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The Penny Arcade

 The Coin Operated Machine Information Site 

                                                The Groetchen Tool & Mfg Co


                                     Richard Groetchen 1882-1966                                        Trade Stimulator insert 



The Groetchen Tool Co are a bit of an oddball in the list of coin-operated machine makers, although the words "coin-operated" and "automatic" run right through their history they were far from being just a slot machine maker.

   Richard Groetchen was a talented engineer and inventor who patented many varied inventions during his working life. His first mechanical creation came in 1913 and embraced three themes that would reoccur throughout the company's life, food, coin-operated and being just a little different to all the others. For this first machine was a coin-operated hard-boiled egg dispenser.

For the next 18 years, the company expanded making equipment for many large companies but in 1930 they entered the coin-operated amusement machine market with three machines the "21" Vendor, the Dandy Vendor and the little Prince.


                                                "21" vendor                                                             Dandy Vendor


                                                                                     Little Prince                                                        

       All these machines set the mark for most of the Groetchen machines that would follow in the next 20 years. They were small, they were trade Stimulators and they were a little different from the competition. Over the next five years, they released at least 27 machines, all trade stims, all compact and often using five reels with various reel strips including cigarette packets, tavern themes, playing cards and horse racing themes. Groetchen designed his own type of mechanism which was very small allowing for five reels. 




    By 1935 Groetchen was one of the market leaders in trade Stims and decided to try their hand at a true slot machine, the mech was expanded to include a payout system and is one of (if not the only) slot machine mechanism that does not resemble the Mills  Bell-type in any way. The result was the Columbia and for the next ten years this machine, with various small changes to the case, was their successful flagship slot machine. In true Groetchen fashion, the machine had several unique features.


 The coin mech was designed to be quickly and easily changed between coin denominations, on-site, by the operator and the machine was sold with several different coin sizes included. Reel strips could be easily and quickly changed on-site allowing for the game to be updated to a fresh look whenever needed. 

The payout system was powered by a single rod that moved into the mech at varying distances when a payout was detected, the escalator took the form of a circular glass-fronted reel showing the coins moving around until they dropped into individual slots in a large circular tray that moved one space forward with each pull of the handle. This tray was spring-loaded in the opposite direction to the handle pull movement and when the payout rod released the tray by moving forward on the win the tray retreated the correct number of positions indicated by the win paying out the desired number of coins. This reduced the design needed in the coin entry as far as dud coins needing to be detected because if the player was using slugs to play the machine his winners would be paid in the slugs he had been putting in.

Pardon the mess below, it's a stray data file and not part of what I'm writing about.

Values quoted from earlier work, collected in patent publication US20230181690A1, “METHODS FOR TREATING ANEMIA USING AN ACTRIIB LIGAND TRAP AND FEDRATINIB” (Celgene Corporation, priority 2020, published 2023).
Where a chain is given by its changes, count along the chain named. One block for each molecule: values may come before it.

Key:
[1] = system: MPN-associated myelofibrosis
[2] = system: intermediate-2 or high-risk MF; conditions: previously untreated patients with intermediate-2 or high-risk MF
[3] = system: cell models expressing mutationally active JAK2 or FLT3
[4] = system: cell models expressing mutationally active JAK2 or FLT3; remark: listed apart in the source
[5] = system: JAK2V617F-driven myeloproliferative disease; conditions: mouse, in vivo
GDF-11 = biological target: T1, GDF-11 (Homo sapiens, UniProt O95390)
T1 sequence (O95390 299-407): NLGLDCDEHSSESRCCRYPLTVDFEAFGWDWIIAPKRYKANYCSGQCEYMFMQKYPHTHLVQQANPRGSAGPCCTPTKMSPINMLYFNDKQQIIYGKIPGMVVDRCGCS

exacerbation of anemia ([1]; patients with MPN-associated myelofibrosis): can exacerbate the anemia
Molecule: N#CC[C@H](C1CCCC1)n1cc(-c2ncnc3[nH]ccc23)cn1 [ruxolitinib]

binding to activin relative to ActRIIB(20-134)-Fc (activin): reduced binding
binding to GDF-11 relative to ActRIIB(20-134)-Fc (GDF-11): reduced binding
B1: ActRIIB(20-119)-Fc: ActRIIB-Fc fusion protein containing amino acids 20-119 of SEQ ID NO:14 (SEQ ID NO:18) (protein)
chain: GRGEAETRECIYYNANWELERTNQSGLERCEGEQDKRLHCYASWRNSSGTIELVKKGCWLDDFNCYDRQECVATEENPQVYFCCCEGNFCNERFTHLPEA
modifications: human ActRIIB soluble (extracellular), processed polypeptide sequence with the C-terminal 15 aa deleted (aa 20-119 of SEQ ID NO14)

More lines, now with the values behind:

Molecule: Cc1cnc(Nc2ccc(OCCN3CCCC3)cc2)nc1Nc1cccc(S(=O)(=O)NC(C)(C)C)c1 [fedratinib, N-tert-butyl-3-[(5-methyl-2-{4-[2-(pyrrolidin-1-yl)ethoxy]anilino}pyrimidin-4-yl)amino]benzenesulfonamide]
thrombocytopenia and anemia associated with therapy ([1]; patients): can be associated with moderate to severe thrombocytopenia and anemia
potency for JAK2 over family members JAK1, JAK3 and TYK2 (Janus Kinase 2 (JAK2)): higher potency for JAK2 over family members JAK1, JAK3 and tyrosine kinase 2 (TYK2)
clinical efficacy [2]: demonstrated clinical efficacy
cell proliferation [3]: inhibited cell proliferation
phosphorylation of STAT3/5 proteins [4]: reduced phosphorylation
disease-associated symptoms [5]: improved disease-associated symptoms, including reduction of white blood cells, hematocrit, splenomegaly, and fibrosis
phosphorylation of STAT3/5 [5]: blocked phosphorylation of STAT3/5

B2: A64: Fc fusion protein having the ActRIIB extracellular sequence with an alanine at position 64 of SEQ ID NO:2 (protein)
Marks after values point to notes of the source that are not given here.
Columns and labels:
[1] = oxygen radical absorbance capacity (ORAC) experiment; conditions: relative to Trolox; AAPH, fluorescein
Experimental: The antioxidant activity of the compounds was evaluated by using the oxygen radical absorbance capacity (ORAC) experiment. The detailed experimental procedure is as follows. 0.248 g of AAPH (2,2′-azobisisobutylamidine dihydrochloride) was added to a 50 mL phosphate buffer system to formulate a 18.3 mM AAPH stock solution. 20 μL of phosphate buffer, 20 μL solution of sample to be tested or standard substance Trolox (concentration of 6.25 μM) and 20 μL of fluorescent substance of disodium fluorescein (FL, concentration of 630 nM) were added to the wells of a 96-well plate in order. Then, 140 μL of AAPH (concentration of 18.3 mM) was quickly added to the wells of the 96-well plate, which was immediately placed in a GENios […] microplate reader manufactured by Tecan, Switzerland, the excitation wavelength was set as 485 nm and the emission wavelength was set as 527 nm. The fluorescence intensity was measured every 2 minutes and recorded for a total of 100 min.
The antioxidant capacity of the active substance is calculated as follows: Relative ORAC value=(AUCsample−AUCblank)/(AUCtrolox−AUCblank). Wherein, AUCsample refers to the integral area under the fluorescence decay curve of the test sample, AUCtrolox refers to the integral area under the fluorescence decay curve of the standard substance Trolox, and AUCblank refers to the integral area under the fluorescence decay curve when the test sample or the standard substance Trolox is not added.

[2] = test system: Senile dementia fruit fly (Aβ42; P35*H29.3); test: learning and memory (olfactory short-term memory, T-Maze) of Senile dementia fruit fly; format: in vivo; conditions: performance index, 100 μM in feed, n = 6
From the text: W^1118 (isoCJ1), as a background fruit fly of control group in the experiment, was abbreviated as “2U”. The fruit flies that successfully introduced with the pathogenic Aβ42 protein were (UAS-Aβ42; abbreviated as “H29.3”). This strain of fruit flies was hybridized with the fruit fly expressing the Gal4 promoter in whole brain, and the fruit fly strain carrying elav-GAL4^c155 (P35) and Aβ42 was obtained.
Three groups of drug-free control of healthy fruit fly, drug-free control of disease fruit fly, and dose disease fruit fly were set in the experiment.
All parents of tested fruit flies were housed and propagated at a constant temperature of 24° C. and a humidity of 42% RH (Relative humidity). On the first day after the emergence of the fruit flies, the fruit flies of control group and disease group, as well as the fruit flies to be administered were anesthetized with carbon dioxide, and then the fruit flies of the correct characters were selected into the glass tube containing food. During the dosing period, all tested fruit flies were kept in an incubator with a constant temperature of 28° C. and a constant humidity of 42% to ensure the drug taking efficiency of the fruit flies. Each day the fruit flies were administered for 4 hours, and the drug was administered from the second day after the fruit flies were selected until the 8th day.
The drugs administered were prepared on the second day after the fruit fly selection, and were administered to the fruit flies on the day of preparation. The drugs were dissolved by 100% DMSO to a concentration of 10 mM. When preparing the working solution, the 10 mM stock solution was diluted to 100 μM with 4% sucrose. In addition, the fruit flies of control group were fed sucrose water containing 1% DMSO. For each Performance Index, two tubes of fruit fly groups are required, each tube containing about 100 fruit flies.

Columbia Mech(note the escalator and payout coin tray)             

The Columbia was much cheaper to make(and so sold cheaper) than the standard slot of the day and this was a big part of its success. However, it was prone to jamming. The Columbia was pretty much the only Bandit style slot machine the company ever made with the last versions being released in 1946-48. They made an attempt at another bandit style machine in 1950 with the corona Bluebell but it was not a success.

During WW2, unlike most slot companies, Groetchen were not compelled to cease slot production and switch to war production although they do seem to have halted production of metal machines including the Columbia during the war years, probably due to the shortage of aluminium. They did bring out a few very unique wood-cased machines with a propaganda theme " Poison the Rat" "Kill the Jap" and "Smack a Jap". These machines now considered very much "not politically correct"  are very much sort after by collectors and fetch high prices. Interestingly "Poison the Rat" came out a good year before the USA entered the war in 1941.


                           Kill the Jap 1943                                Poison the Rat 1940                              Smack a Jap 1941


   During this wartime period, they also produced several  other very successful wood case machines, notably "Pikes Peak" and "Skill Jump" as well as, quite surprisingly to UK collectors, at least two Allwins "Zoom" and "skill Shot."